First, in all the thirty-six years Amy has been successfully dodging said Handbots, she couldn't find the central console that would enable her to become Overlord of Apalapucia?  Second, and perhaps more damning, is the Button business. 

Now, I know that if she HAD selected the Green Button rather than the Red Button we wouldn't have had a story, but when Rory tells her to "push the button", wouldn't the logical thing for Amy do to is simply ask, "Which button?" before pushing either of them?  I think there could have been a better way for Amy to be separated from Rory and the Doctor (say, the Handbots separate the men and women or Amy finds herself in quarantine when she steps out of the TARDIS after the men).  I couldn't help think that if I had been there, unsure which button to push, I would have asked, "Which button?" rather than just pick one.  We could have had a scene where the Doctor and Rory start discussing which button they did push, not remembering.  That, to my mind, would have provided a more logical way for her to have hit the wrong button--as they continue arguing over whether it was the Red or Green button, Amy becomes so frustrated she hits one.

There were also puns I didn't think too funny or clever.  For example, there is the Handbot's literally "killing with kindness" business, or when we see the companion Amy has fashioned for herself from a disarmed Handbot.  When I say disarmed, I mean disarmed in every sense of the word; her giving the "disarmed" Handbot the name Rory, then telling the human Rory that the Handbot Rory was more of a pet than a companion, is just another way to slap her eternal Last Centurion.  How much abuse he endures at her cold Scottish hands.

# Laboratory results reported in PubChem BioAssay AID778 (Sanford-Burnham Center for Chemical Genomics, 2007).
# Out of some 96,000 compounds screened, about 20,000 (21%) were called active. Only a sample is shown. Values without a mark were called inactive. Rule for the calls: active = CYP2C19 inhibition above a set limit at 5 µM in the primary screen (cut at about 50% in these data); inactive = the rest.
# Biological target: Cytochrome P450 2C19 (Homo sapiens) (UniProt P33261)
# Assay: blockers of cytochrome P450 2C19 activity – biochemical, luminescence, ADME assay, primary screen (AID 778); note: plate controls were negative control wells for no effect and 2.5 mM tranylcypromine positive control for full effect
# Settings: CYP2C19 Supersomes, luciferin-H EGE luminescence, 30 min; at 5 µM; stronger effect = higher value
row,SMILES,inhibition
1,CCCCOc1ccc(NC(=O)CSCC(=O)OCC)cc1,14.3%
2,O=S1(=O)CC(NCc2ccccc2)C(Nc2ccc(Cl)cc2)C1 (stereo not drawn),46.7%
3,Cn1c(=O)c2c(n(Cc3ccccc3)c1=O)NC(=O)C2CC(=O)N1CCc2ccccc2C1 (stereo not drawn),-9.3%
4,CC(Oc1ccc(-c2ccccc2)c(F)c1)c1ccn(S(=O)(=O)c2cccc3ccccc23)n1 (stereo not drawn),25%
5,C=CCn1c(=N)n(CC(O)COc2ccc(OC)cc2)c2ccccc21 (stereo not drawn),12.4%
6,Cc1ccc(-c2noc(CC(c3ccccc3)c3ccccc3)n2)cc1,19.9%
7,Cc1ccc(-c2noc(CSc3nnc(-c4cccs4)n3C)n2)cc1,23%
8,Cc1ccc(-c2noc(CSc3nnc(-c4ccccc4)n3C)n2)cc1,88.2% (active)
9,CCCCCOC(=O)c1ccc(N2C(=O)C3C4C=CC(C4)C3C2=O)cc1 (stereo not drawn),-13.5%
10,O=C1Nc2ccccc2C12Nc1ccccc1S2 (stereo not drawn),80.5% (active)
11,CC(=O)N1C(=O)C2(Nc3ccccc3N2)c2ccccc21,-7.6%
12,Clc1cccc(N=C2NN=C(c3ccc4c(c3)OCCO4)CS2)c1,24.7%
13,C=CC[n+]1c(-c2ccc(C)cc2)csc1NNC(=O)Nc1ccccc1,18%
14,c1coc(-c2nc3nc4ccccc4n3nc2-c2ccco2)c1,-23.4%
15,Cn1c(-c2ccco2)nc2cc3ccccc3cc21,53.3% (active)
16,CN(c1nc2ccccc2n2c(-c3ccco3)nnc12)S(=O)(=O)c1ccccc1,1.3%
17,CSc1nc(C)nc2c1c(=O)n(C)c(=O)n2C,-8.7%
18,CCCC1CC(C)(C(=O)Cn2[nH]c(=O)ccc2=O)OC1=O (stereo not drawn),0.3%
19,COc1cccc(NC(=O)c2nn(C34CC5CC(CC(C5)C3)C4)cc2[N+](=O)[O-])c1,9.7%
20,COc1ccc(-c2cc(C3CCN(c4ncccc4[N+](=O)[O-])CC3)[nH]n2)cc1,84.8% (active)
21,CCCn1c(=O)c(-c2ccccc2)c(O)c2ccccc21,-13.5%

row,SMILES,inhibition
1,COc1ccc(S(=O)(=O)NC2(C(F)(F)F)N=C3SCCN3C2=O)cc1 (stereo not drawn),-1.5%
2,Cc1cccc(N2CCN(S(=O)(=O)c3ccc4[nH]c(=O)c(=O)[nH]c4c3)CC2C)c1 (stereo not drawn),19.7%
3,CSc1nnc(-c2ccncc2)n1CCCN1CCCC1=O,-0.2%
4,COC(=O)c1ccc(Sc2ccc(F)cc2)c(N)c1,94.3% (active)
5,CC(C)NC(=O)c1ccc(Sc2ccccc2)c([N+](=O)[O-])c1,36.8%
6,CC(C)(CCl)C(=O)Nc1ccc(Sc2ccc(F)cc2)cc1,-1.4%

Finally, a minor point that is probably not the fault of MacRae or Hurran.  The white chambers in The Girl Who Waited were eerily reminiscent of Episode One of the Second Doctor story The Mind Robber, where the Companions similarly appear to be lost in a world of white.  I know, this is a bit nitpicky, but I couldn't help think on it.  Most who only watch the revived series won't think on (or maybe even be aware of) The Mind Robber, so I'm not making it a big deal.  However, it was a bit distracting to me. 

The Girl Who Waited is on the whole a good, strong episode.  With this and Night Terrors, one wonders why Steven Moffat and Company think we need an arc that connects most if not all stories together into some faux-epic.   This is when Doctor Who works best: when it's allowed to have episodes that excite, thrill, terrify, and work alone and apart from each other.  In the end, The Girl Who Waited isn't the best Series/Season Six Who story, but perhaps in terms of improvements over what's come before, the wait may finally be over.

Rory Williams Death Count

In Episode: 0.1
(He appeared to be killed by a Handbot)
Overall: 4.1


Next Story: The God Complex

Monday, April 9, 2012

The Only Thing We Have to Fear


All children are afraid of monsters, under the bed, in the closet.  It is common in children's stories for there to be something lurking in the dark, something menacing, dangerous, that will put a child's life in peril.  It is that fear that children have, of which they are conscious of, that shapes one: either to outgrow them (and slowly take up the burdens of adulthood) or to become overwhelmed by them (for some people, fear is a way of life).  Night Terrors capitalizes on the common fear factor in children to great success.